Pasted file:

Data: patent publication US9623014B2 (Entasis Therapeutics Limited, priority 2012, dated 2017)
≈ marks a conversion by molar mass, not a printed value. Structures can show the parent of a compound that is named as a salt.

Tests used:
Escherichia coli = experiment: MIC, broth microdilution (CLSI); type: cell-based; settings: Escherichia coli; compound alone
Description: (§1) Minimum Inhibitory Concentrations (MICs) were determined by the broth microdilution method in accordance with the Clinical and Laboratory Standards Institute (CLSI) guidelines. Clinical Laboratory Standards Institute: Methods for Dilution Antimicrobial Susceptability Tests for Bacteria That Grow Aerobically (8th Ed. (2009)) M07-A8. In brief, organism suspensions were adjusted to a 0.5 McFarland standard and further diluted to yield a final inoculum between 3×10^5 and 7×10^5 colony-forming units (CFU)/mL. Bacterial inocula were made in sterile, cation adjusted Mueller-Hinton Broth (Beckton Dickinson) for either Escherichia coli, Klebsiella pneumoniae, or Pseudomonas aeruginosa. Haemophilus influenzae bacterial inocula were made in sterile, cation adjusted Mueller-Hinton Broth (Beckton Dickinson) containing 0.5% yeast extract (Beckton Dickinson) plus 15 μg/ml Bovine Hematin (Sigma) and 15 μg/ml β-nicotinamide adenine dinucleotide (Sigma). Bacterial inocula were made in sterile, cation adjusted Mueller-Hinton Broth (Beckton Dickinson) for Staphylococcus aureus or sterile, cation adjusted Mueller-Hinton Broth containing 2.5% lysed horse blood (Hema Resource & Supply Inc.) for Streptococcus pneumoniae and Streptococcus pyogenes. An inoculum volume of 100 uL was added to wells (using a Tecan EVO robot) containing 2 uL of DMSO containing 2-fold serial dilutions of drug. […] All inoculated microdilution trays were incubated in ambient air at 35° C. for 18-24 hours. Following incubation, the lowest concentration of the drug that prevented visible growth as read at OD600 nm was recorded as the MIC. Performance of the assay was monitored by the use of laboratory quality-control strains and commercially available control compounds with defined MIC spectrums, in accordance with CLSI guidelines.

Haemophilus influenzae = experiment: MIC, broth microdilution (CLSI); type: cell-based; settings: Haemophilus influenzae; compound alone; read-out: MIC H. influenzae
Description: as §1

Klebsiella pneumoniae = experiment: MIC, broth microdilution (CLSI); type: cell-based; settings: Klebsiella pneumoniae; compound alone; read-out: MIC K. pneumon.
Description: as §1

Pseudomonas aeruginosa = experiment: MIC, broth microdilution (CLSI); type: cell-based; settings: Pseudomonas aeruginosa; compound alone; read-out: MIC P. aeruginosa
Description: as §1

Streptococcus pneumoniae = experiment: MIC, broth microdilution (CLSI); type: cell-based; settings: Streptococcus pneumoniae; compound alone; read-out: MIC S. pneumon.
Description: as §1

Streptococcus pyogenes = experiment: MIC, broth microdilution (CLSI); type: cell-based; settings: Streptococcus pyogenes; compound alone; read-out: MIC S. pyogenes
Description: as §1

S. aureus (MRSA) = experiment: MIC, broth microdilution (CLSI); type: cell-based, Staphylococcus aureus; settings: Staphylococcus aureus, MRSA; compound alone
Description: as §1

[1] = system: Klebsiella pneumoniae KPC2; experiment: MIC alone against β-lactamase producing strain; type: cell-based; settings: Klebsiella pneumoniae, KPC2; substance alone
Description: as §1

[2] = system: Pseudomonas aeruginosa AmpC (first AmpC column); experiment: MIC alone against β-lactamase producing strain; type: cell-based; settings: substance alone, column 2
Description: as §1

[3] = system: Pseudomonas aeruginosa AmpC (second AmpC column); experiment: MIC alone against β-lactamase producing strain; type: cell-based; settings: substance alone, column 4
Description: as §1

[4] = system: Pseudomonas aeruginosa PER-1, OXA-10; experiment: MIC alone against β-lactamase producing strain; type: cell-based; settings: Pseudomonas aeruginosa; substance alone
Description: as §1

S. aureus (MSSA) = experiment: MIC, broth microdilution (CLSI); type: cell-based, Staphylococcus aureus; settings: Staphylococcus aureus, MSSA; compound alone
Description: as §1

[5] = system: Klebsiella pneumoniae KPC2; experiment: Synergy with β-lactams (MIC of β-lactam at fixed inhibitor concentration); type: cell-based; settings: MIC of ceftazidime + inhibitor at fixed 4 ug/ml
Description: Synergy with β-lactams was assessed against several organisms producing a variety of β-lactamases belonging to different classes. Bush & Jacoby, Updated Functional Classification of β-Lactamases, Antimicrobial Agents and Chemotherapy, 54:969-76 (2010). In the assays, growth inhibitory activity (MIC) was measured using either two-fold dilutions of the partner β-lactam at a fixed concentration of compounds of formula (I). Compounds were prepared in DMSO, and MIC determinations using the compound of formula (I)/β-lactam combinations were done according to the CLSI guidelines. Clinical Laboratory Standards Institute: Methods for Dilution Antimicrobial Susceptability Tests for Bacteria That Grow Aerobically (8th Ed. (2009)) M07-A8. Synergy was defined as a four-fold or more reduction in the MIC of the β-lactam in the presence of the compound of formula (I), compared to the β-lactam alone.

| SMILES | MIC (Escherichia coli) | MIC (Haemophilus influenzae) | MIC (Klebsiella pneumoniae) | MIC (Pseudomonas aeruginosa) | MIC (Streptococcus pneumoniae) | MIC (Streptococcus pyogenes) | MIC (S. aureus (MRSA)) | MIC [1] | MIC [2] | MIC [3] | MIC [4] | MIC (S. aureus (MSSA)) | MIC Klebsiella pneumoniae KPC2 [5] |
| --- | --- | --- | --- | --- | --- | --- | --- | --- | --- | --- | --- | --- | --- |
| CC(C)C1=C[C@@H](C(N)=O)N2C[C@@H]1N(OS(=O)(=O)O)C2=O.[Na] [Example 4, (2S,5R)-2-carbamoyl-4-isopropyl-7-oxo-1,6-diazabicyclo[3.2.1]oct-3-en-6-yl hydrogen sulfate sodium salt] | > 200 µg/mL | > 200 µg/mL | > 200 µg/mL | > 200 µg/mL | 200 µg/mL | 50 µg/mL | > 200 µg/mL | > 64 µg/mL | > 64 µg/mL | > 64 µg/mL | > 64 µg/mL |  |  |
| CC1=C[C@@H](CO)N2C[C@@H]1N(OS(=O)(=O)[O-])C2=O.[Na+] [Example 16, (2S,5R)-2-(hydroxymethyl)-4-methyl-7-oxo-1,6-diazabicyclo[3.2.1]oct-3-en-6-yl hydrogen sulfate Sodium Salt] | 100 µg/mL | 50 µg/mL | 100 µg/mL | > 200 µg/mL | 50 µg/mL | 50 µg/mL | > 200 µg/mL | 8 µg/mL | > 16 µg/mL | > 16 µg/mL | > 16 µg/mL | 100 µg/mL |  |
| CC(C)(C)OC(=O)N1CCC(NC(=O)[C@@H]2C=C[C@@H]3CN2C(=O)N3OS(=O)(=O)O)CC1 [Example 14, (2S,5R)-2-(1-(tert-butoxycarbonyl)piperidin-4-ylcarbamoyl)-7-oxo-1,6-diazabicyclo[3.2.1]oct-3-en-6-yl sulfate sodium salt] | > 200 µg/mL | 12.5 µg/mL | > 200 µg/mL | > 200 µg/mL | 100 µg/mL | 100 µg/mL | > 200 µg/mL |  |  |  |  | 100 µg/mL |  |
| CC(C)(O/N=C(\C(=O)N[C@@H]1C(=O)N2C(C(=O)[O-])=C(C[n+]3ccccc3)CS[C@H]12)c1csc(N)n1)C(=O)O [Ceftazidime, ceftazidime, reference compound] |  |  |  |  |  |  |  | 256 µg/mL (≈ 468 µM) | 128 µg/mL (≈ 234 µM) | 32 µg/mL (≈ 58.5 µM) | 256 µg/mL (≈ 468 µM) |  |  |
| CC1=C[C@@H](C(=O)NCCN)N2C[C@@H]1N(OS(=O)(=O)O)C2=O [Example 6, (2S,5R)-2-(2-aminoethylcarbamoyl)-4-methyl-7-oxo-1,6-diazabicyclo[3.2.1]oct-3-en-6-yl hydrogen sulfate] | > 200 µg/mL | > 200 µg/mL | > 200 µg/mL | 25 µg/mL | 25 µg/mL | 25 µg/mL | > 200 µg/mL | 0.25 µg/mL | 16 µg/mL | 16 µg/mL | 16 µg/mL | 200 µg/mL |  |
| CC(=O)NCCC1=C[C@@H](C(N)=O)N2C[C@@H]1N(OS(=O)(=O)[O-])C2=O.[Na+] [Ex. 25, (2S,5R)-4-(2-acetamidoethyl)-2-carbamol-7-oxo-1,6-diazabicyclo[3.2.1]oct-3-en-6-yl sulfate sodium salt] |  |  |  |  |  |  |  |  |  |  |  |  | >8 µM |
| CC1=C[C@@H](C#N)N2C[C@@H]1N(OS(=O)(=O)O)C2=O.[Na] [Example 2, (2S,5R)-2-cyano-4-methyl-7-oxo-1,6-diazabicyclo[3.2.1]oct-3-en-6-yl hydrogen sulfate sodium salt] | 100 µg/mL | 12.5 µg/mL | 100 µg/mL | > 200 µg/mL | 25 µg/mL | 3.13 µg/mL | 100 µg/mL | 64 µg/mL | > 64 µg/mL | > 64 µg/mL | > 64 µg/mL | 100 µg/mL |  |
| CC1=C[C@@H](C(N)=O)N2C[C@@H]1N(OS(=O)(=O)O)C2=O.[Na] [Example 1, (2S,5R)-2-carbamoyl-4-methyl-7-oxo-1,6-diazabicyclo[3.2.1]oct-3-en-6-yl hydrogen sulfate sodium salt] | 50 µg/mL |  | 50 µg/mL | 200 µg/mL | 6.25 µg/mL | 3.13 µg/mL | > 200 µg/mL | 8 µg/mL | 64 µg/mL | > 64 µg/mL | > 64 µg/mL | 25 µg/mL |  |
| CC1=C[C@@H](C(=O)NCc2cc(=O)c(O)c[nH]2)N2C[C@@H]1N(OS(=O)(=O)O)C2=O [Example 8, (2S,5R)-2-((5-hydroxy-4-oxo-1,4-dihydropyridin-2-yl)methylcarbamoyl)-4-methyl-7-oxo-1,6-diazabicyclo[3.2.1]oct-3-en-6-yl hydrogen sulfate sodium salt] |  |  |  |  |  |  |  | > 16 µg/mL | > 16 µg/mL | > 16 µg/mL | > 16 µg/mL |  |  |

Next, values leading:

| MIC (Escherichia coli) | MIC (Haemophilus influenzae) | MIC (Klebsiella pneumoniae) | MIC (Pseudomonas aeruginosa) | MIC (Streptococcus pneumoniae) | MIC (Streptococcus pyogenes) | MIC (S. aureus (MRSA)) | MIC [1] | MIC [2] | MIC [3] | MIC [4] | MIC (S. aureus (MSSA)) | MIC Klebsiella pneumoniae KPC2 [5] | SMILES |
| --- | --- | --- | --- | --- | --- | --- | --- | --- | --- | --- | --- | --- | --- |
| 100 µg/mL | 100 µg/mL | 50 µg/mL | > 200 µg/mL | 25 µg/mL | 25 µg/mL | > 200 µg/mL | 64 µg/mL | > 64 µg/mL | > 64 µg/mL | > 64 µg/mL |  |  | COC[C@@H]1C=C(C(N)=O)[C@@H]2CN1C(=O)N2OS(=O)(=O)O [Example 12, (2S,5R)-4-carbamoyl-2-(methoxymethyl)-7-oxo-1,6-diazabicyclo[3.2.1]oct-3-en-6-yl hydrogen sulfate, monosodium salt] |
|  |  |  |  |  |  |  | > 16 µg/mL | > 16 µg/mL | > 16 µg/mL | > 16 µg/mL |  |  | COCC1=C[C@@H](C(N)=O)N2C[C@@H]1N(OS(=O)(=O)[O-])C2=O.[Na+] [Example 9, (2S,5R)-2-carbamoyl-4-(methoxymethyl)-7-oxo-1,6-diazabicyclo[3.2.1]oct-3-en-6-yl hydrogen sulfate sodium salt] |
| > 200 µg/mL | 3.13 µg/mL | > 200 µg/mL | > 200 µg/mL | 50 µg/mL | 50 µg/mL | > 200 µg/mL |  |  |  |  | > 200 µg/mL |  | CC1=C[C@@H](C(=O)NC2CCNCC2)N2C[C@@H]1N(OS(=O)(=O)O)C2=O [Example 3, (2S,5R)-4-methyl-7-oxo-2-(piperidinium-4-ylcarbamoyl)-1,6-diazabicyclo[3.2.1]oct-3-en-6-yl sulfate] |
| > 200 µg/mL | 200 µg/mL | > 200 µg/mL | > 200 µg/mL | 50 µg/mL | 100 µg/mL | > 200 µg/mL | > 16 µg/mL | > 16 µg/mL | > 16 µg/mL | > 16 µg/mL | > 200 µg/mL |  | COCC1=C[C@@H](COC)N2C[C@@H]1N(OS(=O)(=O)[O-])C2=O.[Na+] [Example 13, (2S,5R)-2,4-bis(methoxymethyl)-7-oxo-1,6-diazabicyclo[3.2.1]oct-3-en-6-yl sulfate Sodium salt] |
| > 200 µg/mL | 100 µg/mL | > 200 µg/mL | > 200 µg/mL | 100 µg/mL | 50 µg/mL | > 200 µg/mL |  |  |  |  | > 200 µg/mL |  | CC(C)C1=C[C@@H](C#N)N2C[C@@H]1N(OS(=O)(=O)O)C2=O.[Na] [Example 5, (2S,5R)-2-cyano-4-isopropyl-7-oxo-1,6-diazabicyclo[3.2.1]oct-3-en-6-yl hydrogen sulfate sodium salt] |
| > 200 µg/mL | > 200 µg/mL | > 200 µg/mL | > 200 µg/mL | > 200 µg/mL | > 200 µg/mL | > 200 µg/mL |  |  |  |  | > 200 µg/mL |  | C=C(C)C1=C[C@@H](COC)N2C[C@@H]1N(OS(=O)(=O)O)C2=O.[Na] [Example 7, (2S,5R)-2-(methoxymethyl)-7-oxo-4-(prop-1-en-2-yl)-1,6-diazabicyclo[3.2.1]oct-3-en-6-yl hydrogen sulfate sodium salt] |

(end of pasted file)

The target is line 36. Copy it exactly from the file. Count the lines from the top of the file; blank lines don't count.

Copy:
| CC1=C[C@@H](C(=O)NCCN)N2C[C@@H]1N(OS(=O)(=O)O)C2=O [Example 6, (2S,5R)-2-(2-aminoethylcarbamoyl)-4-methyl-7-oxo-1,6-diazabicyclo[3.2.1]oct-3-en-6-yl hydrogen sulfate] | > 200 µg/mL | > 200 µg/mL | > 200 µg/mL | 25 µg/mL | 25 µg/mL | 25 µg/mL | > 200 µg/mL | 0.25 µg/mL | 16 µg/mL | 16 µg/mL | 16 µg/mL | 200 µg/mL |  |